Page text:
“Climate Chronograph is a new form of memorialization     that commemorates the aftermath of the present.”     Edward T . Linenthal, Professor of History, Indiana University
  An embrace of indeterminacy, nature will write our story, our choices, into the landscape as we face this most vulnerable moment of uncertainty.
  As waters rise across a tilted plane of land extending to the waterline, tides encroach on the land and trees die in place, row by row, becoming bare-branched rampikes delineating shorelines past. 
  A minimal composition of   earthwork and the culturally iconic tree of Washington, D.C.. cut and fill is balanced as earth from the lower shaved plane is used to fill the ascending slope. 
  Humble construction techniques and materials emboldens possibility of the memorial on a landscape whose future stewardship is in question.   I  ntended to mature through time’s decay, the memorial requires negligible upkeep beyond tree and lawn maintenance. 
  Inviting a multiplicity of users and uses, the memorial’s open form seeks to embrace, not displace, the local public while adding an additional cultural overlay of memorialization  .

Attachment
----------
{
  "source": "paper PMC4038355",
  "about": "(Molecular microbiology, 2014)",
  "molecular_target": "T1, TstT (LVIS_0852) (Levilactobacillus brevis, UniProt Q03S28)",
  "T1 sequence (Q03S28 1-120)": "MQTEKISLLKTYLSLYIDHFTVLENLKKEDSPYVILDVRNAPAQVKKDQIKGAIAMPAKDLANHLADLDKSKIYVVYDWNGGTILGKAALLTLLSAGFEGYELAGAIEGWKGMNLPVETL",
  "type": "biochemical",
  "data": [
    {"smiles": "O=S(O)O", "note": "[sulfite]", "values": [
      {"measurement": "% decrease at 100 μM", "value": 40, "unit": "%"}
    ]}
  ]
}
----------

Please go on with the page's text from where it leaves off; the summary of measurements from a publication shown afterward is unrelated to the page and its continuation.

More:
The advancing water’s edge becomes a fecund place for exploration, observation, and learning. The memorial’s contained perimeter creates a sheltered cove for discovery and research of an emergent wetland ecosystem.
  As dry land yields to rising seas, a thriving wetland emerges. Marine Eel Grass    (Zostera marina)    pioneer habitat for species such as Common Carp  (Cyprinus carpio) , Spotted Turtle  (Clemmys guttata) , and the Blue Crab  (Callinectes sapidus).
 An embrace of indeterminacy, Climate Chronograph matures as it decays and evolves with natural succession. By ceding control of the tip of an island that serves as a keystone of flood control and is maintained by a steward expressly committed to non-intervention, the memorial sacrifices itself to what will be. Its entropy makes legible in the scale of inches and feet the global effects of rising seas.
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